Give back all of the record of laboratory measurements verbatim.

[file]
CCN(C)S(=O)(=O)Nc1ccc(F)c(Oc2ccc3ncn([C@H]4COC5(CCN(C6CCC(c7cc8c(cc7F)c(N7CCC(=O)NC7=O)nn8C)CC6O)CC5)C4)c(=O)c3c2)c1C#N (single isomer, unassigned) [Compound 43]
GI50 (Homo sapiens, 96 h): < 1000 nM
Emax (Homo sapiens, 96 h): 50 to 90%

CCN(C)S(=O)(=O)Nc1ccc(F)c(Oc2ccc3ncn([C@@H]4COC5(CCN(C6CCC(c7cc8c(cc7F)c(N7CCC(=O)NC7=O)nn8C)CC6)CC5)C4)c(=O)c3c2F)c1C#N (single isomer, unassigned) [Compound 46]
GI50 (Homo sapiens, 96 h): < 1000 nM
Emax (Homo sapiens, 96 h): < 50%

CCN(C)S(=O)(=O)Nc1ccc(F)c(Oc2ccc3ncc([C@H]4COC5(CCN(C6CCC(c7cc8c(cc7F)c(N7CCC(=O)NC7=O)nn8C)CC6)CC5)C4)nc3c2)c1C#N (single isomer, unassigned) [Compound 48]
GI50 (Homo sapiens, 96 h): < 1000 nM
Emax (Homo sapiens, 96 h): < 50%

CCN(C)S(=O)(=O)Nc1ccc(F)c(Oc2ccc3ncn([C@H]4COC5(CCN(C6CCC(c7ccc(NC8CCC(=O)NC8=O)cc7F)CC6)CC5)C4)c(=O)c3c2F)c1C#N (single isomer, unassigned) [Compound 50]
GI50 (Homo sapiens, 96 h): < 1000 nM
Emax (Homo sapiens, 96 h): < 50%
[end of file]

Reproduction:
CCN(C)S(=O)(=O)Nc1ccc(F)c(Oc2ccc3ncn([C@H]4COC5(CCN(C6CCC(c7cc8c(cc7F)c(N7CCC(=O)NC7=O)nn8C)CC6O)CC5)C4)c(=O)c3c2)c1C#N (single isomer, unassigned) [Compound 43]
GI50 (Homo sapiens, 96 h): < 1000 nM
Emax (Homo sapiens, 96 h): 50 to 90%

CCN(C)S(=O)(=O)Nc1ccc(F)c(Oc2ccc3ncn([C@@H]4COC5(CCN(C6CCC(c7cc8c(cc7F)c(N7CCC(=O)NC7=O)nn8C)CC6)CC5)C4)c(=O)c3c2F)c1C#N (single isomer, unassigned) [Compound 46]
GI50 (Homo sapiens, 96 h): < 1000 nM
Emax (Homo sapiens, 96 h): < 50%

CCN(C)S(=O)(=O)Nc1ccc(F)c(Oc2ccc3ncc([C@H]4COC5(CCN(C6CCC(c7cc8c(cc7F)c(N7CCC(=O)NC7=O)nn8C)CC6)CC5)C4)nc3c2)c1C#N (single isomer, unassigned) [Compound 48]
GI50 (Homo sapiens, 96 h): < 1000 nM
Emax (Homo sapiens, 96 h): < 50%

CCN(C)S(=O)(=O)Nc1ccc(F)c(Oc2ccc3ncn([C@H]4COC5(CCN(C6CCC(c7ccc(NC8CCC(=O)NC8=O)cc7F)CC6)CC5)C4)c(=O)c3c2F)c1C#N (single isomer, unassigned) [Compound 50]
GI50 (Homo sapiens, 96 h): < 1000 nM
Emax (Homo sapiens, 96 h): < 50%